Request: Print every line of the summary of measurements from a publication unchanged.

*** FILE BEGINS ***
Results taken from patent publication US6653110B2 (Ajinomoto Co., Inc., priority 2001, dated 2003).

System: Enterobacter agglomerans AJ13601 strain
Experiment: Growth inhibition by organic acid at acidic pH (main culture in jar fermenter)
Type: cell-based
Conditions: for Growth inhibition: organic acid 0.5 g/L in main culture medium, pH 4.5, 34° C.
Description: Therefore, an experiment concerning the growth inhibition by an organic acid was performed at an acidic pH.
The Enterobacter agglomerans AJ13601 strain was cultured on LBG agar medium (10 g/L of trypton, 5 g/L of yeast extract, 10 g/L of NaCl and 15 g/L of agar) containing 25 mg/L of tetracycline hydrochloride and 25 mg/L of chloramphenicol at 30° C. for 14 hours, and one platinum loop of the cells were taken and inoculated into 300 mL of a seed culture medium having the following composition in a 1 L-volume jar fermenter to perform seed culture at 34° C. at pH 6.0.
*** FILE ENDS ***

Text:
Results taken from patent publication US6653110B2 (Ajinomoto Co., Inc., priority 2001, dated 2003).

System: Enterobacter agglomerans AJ13601 strain
Experiment: Growth inhibition by organic acid at acidic pH (main culture in jar fermenter)
Type: cell-based
Conditions: for Growth inhibition: organic acid 0.5 g/L in main culture medium, pH 4.5, 34° C.
Description: Therefore, an experiment concerning the growth inhibition by an organic acid was performed at an acidic pH.
The Enterobacter agglomerans AJ13601 strain was cultured on LBG agar medium (10 g/L of trypton, 5 g/L of yeast extract, 10 g/L of NaCl and 15 g/L of agar) containing 25 mg/L of tetracycline hydrochloride and 25 mg/L of chloramphenicol at 30° C. for 14 hours, and one platinum loop of the cells were taken and inoculated into 300 mL of a seed culture medium having the following composition in a 1 L-volume jar fermenter to perform seed culture at 34° C. at pH 6.0.